Author: Director: Harald Philipp
Studio: International Historic Films, Inc. (my fav!!)

Two Disc Special DVD Edition: Containing English Subtitled & Dubbed Versions!

On the Eastern Front in World War 2, a German battalion fights Russian soldiers and partisans. But this is no ordinary battalion. These are soldiers being punished by the High Command for crimes like ordering retreats to save men's lives or working too hard to discover an anti-gangrene serum. These men are abused by their commanders, made to dig useless trenches under fire, and sent into a final suicidal mission. Their enemies are everywhere. This film is based on a novel by Heinz G. Konsalik and co-written by him. With unflinching realism it portrays these soldiers, their commanders, and the corruptions of the home front. Its Eastern Front setting is highly unusual for war films distributed in the US, as is its nightmarish, authentically-detailed view of war. Directed by Harald Philipp; featuring Werner Peters, George Thomas, and Sonja Ziemann.

Special 2 DVD disc set containing:
DISC 1: Original German Language Version: Complete and uncut, with original German dialogue and English subtitles. West Germany, 1959, B&W, 103 minutes,
DISC 2: English Dubbed Version: B&W, 92 Minutes.

Studio: International Historic Films, Inc.

This is actually a German training movie put on video tape. There is a wealth of field-craft tips in this movie, many of which are applicable to the common infantryman. Black and White, a combination of English dubbing or subtitles, depending on whether the translator thought the German dialog sounded interesting.

Silent, motionless and deadly, German snipers lurked on the European battlefields of World War 2, hunting enemy sharpshooters, supporting assaults and laying diabolical traps on defense. Drawn from two German military films directed in 1944, this program provides an overview on observation, movement and camouflage techniques; sniper and obsever teamwork, as well as instructions on how to operate efficiently in offensive and defensive tactical situations. Germany, 1944, B&W, 67 minutes, English commentary and subtitles.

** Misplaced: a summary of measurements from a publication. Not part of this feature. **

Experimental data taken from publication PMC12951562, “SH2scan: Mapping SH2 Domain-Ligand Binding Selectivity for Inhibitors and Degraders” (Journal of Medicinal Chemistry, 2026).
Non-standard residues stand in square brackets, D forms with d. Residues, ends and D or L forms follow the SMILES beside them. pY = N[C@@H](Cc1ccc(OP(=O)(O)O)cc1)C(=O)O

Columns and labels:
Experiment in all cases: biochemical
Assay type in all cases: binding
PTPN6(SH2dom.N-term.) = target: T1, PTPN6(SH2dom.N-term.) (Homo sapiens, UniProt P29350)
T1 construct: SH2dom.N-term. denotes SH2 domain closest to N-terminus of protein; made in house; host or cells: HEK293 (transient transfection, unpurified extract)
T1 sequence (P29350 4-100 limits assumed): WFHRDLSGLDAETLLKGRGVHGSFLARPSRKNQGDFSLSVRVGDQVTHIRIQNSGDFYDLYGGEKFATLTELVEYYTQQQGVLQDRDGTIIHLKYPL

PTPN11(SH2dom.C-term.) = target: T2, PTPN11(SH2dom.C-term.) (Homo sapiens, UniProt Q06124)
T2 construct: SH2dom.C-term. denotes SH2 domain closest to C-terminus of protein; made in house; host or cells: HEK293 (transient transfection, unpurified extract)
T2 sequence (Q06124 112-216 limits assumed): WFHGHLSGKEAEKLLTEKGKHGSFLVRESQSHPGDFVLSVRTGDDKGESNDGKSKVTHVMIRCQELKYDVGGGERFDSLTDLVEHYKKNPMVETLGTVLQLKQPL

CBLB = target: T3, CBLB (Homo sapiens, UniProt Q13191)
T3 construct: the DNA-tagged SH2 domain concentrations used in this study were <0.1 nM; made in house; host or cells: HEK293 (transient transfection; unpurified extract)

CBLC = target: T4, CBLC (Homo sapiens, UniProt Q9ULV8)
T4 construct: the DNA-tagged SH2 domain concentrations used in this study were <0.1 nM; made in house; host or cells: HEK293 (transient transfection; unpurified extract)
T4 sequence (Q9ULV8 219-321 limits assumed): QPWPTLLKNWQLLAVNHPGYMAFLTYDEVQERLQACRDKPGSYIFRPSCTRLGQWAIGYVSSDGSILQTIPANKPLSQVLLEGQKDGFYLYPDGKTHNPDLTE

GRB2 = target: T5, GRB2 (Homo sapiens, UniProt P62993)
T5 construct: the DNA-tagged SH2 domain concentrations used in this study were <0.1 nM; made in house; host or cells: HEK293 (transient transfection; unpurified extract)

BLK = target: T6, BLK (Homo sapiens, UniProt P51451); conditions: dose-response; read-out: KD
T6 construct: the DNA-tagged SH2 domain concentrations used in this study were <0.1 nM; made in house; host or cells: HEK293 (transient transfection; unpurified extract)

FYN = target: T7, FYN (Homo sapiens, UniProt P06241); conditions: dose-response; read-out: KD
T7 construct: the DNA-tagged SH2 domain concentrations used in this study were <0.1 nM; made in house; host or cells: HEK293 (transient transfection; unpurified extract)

Author: Directors: Kinji Fukasaku, Richard Fleischer, Toshio Masuda
Studio: 20th Century Fox

The epic film shows the sneak-attack bombing of Pearl Harbor from both sides in the historic first American-Japanese co-production: American director Richard Fleischer oversaw the complicated production (the Japanese sequences were directed by Toshio Masuda and Kinji Fukasaku, after Akira Kurosawa withdrew from the film), wrestling a sprawling story with dozens of characters into a manageable, fairly easy-to-follow film. The first half maps out the collapse of diplomacy between the nations and the military blunders that left naval and air forces sitting ducks for the impending attack, while the second half is an amazing re-creation of the devastating battle. While Tora! Tora! Tora! lacks the strong central characters that anchor the best war movies, the real star of the film is the climactic 30-minute battle, a massive feat of cinematic engineering that expertly conveys the surprise, the chaos, and the immense destruction of the only attack by a foreign power on American soil since the Revolutionary War. The special effects won a well-deserved Oscar, but the film was shut out of every other category by, ironically, the other epic war picture of the year, Patton.